Protecting and enhancing rights of trans and non-binary people

When it comes to LGBTI+ rights, we have a lot to be proud of. We have a Scottish Government which has proven its commitment to improving the lives and guaranteeing the rights of all of our citizens, including those that identify as trans and non-binary.
For LGBTI+ people today, the progressive policies pursued by the Scottish Government has not just protected the basic rights of our community – but enhanced them. Indeed, Scotland has now been ranked the best in Europe for LGBTI rights for two years in a row.

It is vital, however, that we maintain progress. There are still areas of the law that need to be developed in order to guarantee full equality for all members of our community.

There are still perceptions in certain sections of society that need to be challenged. When one in four of the children in Scotland who identify as trans face bullying, discrimination and hate crime on a daily basis, we must do more.

When statistics show that more than 40 per cent of trans individuals have contemplated suicide, and many have ended their own lives, we must do more.

In Westminster, through the work of the Women and Equalities Select Committee, I had the opportunity to work with a number of trans and non-binary individuals and support networks that have been agitating for legislative change.

Reina, one of the many trans women who wrote to me throughout our committee inquiry said:

“Being trans is not a choice. It isn’t something where the person wakes up and just decides to be a particular way. Being this way is something that a person is born with, and which they have to try and struggle with throughout their lives, In a society that hates diversity and constantly attacks them – even kills them – for not conforming to the restrictive ideals of control freaks. Life is hard and usually short for someone who’s trans. There is a lack of respectful education and health care. There is a lack of support and understanding.”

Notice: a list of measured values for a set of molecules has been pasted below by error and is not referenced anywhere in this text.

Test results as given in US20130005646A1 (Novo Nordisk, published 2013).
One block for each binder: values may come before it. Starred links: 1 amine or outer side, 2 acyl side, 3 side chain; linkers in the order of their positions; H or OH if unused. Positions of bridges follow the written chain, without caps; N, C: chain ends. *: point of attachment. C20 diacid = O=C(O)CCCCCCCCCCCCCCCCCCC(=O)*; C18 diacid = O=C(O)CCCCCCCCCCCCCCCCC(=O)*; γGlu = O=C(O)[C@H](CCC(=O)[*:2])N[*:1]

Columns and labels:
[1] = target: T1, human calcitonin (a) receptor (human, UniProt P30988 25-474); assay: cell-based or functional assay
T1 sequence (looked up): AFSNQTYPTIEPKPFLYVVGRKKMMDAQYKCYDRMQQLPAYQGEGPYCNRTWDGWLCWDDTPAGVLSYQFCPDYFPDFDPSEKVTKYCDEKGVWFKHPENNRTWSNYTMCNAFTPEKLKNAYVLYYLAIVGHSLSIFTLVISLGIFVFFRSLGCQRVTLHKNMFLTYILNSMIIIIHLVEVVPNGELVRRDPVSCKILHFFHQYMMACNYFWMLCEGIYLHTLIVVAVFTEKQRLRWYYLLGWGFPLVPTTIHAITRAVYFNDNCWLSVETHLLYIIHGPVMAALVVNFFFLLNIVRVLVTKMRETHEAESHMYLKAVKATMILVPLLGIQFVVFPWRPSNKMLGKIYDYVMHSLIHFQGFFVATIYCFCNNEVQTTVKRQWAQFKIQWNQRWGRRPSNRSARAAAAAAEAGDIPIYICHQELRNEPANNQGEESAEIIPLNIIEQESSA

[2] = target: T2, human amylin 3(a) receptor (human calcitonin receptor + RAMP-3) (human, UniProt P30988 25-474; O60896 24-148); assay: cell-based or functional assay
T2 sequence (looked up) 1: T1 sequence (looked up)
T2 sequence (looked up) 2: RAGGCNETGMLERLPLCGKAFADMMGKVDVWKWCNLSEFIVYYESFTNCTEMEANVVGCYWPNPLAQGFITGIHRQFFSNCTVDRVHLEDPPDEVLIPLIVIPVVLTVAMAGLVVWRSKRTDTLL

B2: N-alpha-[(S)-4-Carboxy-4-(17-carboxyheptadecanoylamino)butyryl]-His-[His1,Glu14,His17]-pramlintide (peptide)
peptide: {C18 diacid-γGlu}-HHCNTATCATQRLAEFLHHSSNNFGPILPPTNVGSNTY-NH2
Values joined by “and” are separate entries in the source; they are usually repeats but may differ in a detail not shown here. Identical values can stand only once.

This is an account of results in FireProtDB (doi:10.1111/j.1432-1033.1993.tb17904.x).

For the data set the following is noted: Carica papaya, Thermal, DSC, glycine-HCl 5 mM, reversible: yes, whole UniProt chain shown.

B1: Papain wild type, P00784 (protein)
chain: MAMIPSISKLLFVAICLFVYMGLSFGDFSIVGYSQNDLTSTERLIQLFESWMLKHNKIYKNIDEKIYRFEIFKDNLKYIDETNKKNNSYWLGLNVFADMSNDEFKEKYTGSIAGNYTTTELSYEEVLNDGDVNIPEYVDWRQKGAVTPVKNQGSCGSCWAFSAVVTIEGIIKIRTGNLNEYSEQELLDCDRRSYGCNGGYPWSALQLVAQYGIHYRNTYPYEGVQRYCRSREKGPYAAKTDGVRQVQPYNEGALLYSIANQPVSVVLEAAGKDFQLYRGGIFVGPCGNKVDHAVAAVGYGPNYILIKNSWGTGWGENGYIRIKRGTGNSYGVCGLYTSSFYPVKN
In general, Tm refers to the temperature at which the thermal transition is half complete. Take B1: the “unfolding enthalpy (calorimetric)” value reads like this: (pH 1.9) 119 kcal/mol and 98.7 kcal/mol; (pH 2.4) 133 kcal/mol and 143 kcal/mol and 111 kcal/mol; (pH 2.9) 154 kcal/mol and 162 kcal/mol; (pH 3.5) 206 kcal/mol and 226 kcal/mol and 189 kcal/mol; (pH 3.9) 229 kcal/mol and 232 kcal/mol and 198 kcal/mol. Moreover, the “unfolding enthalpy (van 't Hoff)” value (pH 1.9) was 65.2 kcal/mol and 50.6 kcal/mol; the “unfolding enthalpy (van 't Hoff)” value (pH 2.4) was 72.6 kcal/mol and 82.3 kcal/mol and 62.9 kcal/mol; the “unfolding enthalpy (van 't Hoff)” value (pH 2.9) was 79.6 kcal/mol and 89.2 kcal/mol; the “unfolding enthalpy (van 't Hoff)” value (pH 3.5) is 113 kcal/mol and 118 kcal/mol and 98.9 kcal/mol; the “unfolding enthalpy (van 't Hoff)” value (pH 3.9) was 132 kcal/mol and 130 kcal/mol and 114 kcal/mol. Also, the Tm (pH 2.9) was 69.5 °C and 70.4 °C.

Her words exemplify just why we need to protect trans rights. Life can be incredibly difficult for trans people. That’s why I was so proud that the SNP manifesto for the 2016 Scottish Parliament election committed to training teachers on equality and to reviewing the Gender Recognition Act to ensure it is in line with international best practice for trans and non-binary individuals.

As SNP’s spokesperson for Equalities, Women and Children and a campaigner for the rights of LGBTI+ equality, it is a privilege to be able to share my experience of the efforts of our Scottish Government to continue progress in this area.

The progress made in Scotland stands as a positive example to other nations. While the UK was once a world leader in LGBTI+ rights, passing pioneering laws such as the Gender Recognition Act 2004 and the Equality Act 2010, the current UK Government has allowed these laws to become outdated.

In fact, Theresa May’s threats to leave the European Convention on Human Rights may mean the hard-won rights of equalities campaigners will be stripped back.

I am determined to make sure this does not happen, and I speak out every day to urge the UK Government to follow Scotland’s commitment to LGBTI+ rights.

Following a disappointing response from Tory Ministers to the Westminster Women and Equalities Committee report on trans equality, published in January last year, I have kept up pressure on the UK Government to make positive changes.

And I continue to make the case for the Scottish Parliament to have control over all equalities legislation, which I believe is the best option for Scotland.

If we had control over all LGBTI+ issues at Holyrood, I am confident Scotland would further enhance its status as a world leader on equality. I am equally confident that as an independent nation we could protect and enhance the human rights of all.

– Angela Crawley is SNP MP for Lanark and Hamilton East and Westminster Spokesperson for Equalities, Women and Children.